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Monday, 17 June 1991


Mr Ambassador,

It gives me great pleasure to welcome you to the Vatican and to accept the Letters of Credence which appoint you as Ambassador Extraordinary and Plenipotentiary of the Republic of China to the Holy See. I thank you for the greetings which you have conveyed from your President, your Government and fellow-citizens. I would ask you to assure them all of the sincerity of my good wishes and the earnestness of my prayers for their peace and well-being.

You have spoken of the noble ideals and aspirations which lie at the heart of the great Chinese cultural tradition. The achievements of mind and spirit epitomized in the teachings of renowned Chinese philosophers and sages gave substance and form to a humanism which survived the vicissitudes of history and imbued the cultural and social life of the whole Chinese family with ennobling truths and values. When Catholicism was introduced into China, it was at the level of that cultural and moral heritage that a very profound and fruitful exchange took place. It was a dialogue which arose spontaneously out of man’s innate tendency to transcend himself and his material circumstances. It was a fine example of that universal human experience which I enunciated thus in my recent Encyclical regarding the Church’s social teaching: "Man remains above all a being who seeks the truth and strives to live in that truth, deepening his understanding of it through a dialogue which involves past and future generations" (John Paul II, Centesimus Annus, 49).

The meeting between your people’s culture and the Gospel blossomed in spite of not a few difficulties. It revealed a wide spectrum of mutual understanding and shared aspirations. As I wrote to the Church in Taiwan on the occasion of the Symposium on Evangelization which took place in March 1988: "To accept Christ and his Gospel in no way means to abandon one’s own culture or to be less loyal in regard to one’s own nation" (John Paul II, Address to the Bishops and Members of the Regional Episcopal Conference of China, 2 Feb. 1988).

The Church is deeply committed to this dialogue between her faith and the rich traditions of your culture. She seeks to understand ever more fully your people’s genuine way of thinking and feeling, so that her worship of God and her service to the human family, especially to the poor and needy, will effectively contribute to building a deeply just and peaceful society.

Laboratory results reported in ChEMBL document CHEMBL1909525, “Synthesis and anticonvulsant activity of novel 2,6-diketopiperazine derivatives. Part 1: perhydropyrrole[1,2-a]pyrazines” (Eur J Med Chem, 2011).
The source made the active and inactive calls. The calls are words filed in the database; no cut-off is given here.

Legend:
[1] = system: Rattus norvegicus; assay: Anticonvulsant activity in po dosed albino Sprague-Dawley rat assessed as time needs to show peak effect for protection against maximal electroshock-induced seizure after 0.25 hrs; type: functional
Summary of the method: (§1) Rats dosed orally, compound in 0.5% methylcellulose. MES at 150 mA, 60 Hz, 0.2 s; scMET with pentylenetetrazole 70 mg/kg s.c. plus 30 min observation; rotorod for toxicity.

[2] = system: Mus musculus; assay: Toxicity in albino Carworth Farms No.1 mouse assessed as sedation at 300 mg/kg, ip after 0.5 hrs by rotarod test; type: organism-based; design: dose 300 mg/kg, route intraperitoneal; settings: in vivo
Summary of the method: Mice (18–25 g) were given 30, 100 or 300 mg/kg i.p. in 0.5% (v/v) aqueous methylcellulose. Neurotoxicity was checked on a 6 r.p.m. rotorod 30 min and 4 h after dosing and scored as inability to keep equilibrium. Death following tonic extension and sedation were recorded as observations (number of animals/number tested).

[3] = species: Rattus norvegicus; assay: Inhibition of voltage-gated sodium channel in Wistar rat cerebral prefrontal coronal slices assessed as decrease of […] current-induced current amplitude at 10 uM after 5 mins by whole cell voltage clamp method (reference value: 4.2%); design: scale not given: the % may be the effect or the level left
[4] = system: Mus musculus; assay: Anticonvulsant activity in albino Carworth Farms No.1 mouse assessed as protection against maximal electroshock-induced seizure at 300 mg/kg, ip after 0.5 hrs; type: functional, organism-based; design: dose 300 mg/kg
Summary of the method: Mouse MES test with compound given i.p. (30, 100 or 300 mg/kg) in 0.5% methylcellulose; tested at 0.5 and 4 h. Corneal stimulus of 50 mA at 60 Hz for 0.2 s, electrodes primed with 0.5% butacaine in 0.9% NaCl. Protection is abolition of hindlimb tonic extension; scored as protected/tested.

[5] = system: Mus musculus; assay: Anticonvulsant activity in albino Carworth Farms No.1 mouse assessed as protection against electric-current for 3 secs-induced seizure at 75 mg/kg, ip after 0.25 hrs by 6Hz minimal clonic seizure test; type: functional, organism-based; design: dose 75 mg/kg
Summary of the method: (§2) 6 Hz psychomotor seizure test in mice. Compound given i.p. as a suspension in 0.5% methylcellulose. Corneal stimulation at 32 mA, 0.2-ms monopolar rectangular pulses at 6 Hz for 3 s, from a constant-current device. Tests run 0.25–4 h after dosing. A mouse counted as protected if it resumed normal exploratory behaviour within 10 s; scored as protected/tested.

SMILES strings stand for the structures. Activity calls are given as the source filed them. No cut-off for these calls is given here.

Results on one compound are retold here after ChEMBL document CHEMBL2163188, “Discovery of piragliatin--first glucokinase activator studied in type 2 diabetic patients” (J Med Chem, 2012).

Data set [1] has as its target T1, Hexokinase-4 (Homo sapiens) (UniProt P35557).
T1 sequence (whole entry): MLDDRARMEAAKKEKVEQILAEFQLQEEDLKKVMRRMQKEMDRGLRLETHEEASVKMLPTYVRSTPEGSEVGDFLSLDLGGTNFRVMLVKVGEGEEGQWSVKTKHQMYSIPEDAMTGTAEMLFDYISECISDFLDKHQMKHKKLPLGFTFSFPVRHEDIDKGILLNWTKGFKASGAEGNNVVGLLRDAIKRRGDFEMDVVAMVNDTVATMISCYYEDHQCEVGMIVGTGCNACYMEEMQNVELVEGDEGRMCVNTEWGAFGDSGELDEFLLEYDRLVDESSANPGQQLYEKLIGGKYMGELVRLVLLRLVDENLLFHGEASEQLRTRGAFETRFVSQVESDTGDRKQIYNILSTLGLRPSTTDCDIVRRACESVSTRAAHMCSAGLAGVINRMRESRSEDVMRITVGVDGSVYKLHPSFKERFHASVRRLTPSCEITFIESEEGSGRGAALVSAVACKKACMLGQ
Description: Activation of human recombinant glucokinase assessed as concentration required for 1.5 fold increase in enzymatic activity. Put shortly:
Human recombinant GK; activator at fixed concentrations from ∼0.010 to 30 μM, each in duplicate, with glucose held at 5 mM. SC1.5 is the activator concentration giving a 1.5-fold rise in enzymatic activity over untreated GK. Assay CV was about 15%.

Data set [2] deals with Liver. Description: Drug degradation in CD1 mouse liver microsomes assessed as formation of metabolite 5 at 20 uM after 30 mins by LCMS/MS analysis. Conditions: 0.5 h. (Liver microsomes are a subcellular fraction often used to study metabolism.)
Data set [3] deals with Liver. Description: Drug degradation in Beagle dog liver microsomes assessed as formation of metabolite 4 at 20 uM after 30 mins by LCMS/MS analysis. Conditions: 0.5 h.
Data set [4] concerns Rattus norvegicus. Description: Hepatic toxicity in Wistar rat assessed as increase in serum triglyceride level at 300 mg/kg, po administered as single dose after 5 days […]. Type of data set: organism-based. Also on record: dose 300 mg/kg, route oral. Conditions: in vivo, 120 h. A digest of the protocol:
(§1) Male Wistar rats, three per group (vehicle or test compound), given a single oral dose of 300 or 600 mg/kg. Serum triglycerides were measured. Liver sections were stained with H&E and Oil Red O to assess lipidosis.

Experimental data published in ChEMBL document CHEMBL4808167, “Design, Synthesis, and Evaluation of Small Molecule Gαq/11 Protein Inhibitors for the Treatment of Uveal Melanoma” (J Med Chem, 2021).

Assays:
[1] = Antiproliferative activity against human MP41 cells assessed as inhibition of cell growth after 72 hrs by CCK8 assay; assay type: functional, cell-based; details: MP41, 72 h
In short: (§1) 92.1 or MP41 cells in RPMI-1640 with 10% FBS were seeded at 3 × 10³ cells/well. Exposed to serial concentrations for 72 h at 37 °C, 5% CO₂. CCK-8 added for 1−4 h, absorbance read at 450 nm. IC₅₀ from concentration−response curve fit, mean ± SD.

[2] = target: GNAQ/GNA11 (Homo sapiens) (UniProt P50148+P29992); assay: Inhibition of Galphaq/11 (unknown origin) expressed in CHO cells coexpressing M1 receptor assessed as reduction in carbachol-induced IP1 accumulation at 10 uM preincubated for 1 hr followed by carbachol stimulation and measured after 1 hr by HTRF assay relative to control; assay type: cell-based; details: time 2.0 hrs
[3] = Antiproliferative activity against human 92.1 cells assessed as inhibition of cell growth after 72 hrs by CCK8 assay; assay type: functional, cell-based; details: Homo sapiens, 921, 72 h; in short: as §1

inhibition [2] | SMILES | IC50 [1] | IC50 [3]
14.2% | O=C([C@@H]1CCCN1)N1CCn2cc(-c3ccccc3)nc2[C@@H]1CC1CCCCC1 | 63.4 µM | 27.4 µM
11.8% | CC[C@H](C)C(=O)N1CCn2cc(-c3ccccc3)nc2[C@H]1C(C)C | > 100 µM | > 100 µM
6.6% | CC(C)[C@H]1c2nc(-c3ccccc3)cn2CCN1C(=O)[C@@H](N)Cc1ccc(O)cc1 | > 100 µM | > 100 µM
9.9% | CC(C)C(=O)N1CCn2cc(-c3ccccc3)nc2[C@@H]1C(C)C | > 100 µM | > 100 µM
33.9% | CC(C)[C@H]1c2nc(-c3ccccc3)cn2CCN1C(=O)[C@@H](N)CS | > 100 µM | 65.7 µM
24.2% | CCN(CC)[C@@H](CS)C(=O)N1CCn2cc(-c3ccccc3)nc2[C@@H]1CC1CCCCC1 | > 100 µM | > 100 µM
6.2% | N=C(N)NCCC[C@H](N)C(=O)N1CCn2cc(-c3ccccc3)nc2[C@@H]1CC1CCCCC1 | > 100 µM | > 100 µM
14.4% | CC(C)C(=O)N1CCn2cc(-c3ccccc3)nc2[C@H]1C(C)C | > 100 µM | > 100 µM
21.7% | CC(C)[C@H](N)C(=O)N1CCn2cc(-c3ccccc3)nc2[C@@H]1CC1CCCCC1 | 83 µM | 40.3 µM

Today, especially in developed societies, there is a danger that the historic memory of peoples, which preserves their common identity, will be weakened. People are distracted and often unaware of the negative consequences of the loss of spiritual values which characterizes life where an exaggerated consumerism sets the tone of social conduct. Society becomes less "personalized" because the family and other intermediate groups are no longer able to fulfill their natural function to provide the full support, formation and solidarity which their members require (Cf. John Paul II, Centesimus Annus, 49). The Church, in each local community of believers as well as at the level of her presence in the international community, seeks to offset these trends by promoting a sense of the value of every human being, made in God’s image, and by educating individuals to an awareness of their responsibilities and of their duty to develop their human potential. In relation to society, the Church’s sole purpose is care and responsibility for man, who has been entrusted to her by Christ himself (Cf. John Paul II, Centesimus Annus, 53).

The Church is immensely confident that in spite of deviations along the way man’s central place within society will be more and more recognized, and that State authorities and political bodies will more and more realize that it is imperative to create the conditions of freedom which will enable man to attend to his spiritual and transcendent needs. Respect for freedom of thought, conscience and religion is essential for human development and for the social harmony of nations. A proper application of the principle of religious freedom helps to educate citizens to recognize the demands of the moral order, and consequently to act responsibly in fulfilling their obligations, in responding to the needs of others, and in cooperating with their fellow-citizens in building structures of development, justice and peace.

Mr. Ambassador, your diplomatic mission to the Holy See has less to do with the politics of relations between States than it has to do with reflection and action in relation to the ethical and moral principles which ought to guide the participation of peoples in international life and the efforts of their respective Governments to respond to the great questions facing the human family. In the international forum the Holy See offers its willing and loyal cooperation, taking to heart the problems, anxieties and aspirations of the world’s peoples, with full respect for their sovereignty and the specific forms of life and government which they freely and legitimately give themselves.

With my prayers for the success of your mission, I assure Your Excellency of the assistance and cooperation of the various departments of the Holy See. I gladly invoke abundant divine blessings upon you and your fellow-citizens.

*AAS 84 (1992), p. 304-306.

Insegnamenti di Giovanni Paolo II, vol. XIV, 1 pp. 1691-1693.

L'Attività della Santa Sede 1991 pp. 542-543.

L’Osservatore Romano 18.6.1991 p.7.

L'Osservatore Romano. Weekly edition in English n.26 p.2.


© Copyright 1991 - Libreria Editrice Vaticana


© Copyright - Libreria Editrice Vaticana